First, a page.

In light of the impending general elections in Malaysia, it will be interesting to explore the intricate link between economics and politics.
Economists, by training, cannot help themselves but to see the world from the point of view of economics - the rise and fall of industries and sectors in the changing tides of supply and demand between all participants in the economic game. Behind the aggregate numbers that we analyse are private individuals jostling for their place in the sun, those successful trying even harder to be the biggest and those in the shade shouting in desperate voices to be heard, to whoever who want to here, and, hopefully, to be counted. There is also a harsh reality. The poor in the countryside can always resort to eating worms and rodents, but those homeless in towns and cities will have to plunder the garbage bins and sleep in the streets. The town mouse and the country mouse certainly do have different lifestyles but everyone share the same fate in having to labour for their daily sustenance except for the fat cats do live on the returns on capital.
There are in general a handful of distinctive economic systems. We could live in a world of utopia where everybody has everything they want and not having to work is, in literature, commonly called heaven where we do not have a stomach and are fuel efficient and we are nothing but a state of mind. Unfortunately, economists deal only with the material implications of being human and have left this study to a different school of thought. In reality, the nearest we get is where everybody has everything they need (but not want) and they all have to share the burden of labour (and no one is supposed not to work). The concept of this was first described by Karl Marx. But in reality, all material assets belong to everyone but no one in particular, except for an artificial constrict called the party where everybody has a party. The party controls the state which represents everyone and hence the party controls everyone and holds in trust the assets of the people. This now roughly comes under the label of communism. Ideally, of course, the assets should be owned by the people themselves. Ideally, the assets should be shared equally. As we can see in the problem of the distribution of inherited assets in a family, this is seldom a straight forward case and the impact on successive generations is a very interesting phenomenon to observe in society. The problem with assets is that you cannot have your cake and eat it. You cannot consume and save at the same time. You can consume only if you have income. The most socially acceptable manner of earning an income is to work very hard. The socially unacceptable way of earning an income is to ride on the back of others who have to work very hard. Everybody loves to be the monkey on somebody else's back. This is why throughout history is a battle against usury or, in modern parlance, loan sharking. Even charging an interest rate, where the lender takes a first right to an income, is frowned under by some communities. These communities instead champion the concept of venture capital where everybody shares the risks as well as the profits. It is this right of capital that takes the shape of the interest rate that is the driving force of the modern world of so-called capitalism. Capital, an inanimate object, is taken to be object of holder of value precisely because it cannot die, or thought to be undying. In early times, this capital is gold and silver, then gold-backed currency, and when fiat money is introduced, all attention turned to real estate especially in another artificial construct called towns and cities where real estate hold value only because people from the countryside sees towns and cities as mirages rising out from nowhere and then suddenly they glitter with gold, literally. It is where the market economy comes in and people bargain and cut deals and trade. In any economic system, there will be a town mouse and a country mouse, and the two seldom can be the same person because of the difference in the workings of the towns and the countryside. It is a major error in judgement to encourage the country mouse to be envious of the town mouse unless one is really filled with envy and jealousy. The only way to go is to choose one's own path in life and to make the best of it within one's means and ability.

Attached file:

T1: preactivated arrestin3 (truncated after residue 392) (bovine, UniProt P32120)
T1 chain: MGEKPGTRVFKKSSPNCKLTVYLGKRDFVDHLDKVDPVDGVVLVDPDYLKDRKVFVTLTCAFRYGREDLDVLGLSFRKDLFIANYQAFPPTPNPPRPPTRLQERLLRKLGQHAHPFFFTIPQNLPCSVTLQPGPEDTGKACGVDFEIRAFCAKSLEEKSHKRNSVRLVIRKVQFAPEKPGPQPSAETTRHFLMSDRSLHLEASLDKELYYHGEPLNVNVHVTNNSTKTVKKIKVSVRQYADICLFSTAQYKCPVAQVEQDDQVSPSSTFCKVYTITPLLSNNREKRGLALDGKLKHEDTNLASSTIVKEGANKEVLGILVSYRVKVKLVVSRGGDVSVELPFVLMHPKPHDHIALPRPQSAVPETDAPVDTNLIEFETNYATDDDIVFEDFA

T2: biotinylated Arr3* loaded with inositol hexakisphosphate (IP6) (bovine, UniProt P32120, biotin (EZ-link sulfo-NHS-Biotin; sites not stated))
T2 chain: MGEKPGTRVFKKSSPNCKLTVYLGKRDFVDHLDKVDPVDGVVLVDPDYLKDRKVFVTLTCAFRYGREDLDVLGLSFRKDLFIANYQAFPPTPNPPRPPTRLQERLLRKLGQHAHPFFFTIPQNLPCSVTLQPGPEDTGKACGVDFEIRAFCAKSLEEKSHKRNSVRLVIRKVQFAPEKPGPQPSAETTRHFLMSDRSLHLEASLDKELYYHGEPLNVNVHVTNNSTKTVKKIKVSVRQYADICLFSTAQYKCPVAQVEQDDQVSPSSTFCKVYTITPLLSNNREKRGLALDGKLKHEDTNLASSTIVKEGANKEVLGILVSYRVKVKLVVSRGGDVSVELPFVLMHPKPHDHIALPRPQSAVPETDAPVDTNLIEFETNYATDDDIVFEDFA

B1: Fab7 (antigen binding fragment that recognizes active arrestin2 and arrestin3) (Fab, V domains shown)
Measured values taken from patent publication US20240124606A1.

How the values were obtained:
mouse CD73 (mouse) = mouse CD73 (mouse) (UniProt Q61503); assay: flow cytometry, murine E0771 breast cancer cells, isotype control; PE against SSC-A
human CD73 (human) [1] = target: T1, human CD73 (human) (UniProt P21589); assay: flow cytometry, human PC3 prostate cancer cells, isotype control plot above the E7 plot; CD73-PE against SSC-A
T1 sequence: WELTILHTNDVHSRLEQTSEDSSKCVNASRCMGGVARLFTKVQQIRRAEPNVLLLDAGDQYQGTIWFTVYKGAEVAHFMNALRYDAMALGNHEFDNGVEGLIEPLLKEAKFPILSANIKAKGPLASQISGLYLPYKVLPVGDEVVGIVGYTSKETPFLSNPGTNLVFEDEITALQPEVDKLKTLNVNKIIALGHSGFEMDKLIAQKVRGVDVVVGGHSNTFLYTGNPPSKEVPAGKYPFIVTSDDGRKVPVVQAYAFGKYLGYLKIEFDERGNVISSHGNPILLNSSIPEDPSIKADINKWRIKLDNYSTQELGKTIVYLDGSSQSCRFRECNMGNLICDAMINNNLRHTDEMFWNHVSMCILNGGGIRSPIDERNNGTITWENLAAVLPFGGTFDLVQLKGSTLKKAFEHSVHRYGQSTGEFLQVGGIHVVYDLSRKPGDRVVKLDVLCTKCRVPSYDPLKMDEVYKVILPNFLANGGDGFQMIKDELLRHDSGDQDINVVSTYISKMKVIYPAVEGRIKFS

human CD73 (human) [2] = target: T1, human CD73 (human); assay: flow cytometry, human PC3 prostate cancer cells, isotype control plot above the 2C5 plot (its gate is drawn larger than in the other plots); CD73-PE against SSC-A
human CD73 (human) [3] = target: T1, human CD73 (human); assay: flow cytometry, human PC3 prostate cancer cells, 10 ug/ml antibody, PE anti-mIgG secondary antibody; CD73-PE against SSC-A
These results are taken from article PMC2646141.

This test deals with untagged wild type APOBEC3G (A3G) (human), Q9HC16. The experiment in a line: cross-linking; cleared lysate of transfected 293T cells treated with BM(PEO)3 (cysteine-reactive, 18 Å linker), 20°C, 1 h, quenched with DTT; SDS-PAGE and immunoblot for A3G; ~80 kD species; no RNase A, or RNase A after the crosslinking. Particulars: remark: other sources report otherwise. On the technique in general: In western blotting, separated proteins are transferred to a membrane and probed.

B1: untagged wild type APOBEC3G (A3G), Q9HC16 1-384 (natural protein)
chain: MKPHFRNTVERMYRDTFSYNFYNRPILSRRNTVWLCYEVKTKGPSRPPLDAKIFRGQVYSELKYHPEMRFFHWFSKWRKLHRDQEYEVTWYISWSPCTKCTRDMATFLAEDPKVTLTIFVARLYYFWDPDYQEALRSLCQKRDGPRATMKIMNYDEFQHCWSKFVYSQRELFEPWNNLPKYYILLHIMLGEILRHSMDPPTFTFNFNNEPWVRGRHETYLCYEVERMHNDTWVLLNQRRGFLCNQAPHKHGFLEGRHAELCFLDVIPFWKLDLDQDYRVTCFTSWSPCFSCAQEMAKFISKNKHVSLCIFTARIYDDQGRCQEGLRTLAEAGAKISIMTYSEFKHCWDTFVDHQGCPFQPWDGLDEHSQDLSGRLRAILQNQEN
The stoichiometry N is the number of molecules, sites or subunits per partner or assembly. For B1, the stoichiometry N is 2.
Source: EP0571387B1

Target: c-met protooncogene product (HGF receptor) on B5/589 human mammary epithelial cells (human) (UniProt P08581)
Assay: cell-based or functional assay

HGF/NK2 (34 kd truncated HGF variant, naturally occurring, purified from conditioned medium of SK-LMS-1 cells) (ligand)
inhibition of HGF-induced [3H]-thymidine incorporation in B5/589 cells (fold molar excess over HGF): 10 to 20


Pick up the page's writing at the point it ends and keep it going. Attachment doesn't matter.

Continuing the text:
It is quite interesting that, in trying to describe economic systems, we in fact ends up describing political systems, politics being the power play among different groups in the economy as they fight for dominance and control. It is sad when the battle lines are drawn along racial grounds for history has shown us that, when this is race, one unfortunate race or another will have to suffer as a result of deliberate policy. The same goes for religion. The only real issue, from the economic perspective, is between the rich and poor, the capitalists and the workers. When politicians are sided with the rich and the capitalists, this is where real politics comes into play.
I surmise that whichever way we vote, our decision is likely to be less than perfect and we will have to face the consequences of human weakness. There is a fine balancing act between preserving continuity and stimulating freshness. In the end, the voting is likely to be influenced by the underlying economic conditions on the ground. We will see whether the economy is that impeccable when the results are out. Happy voting.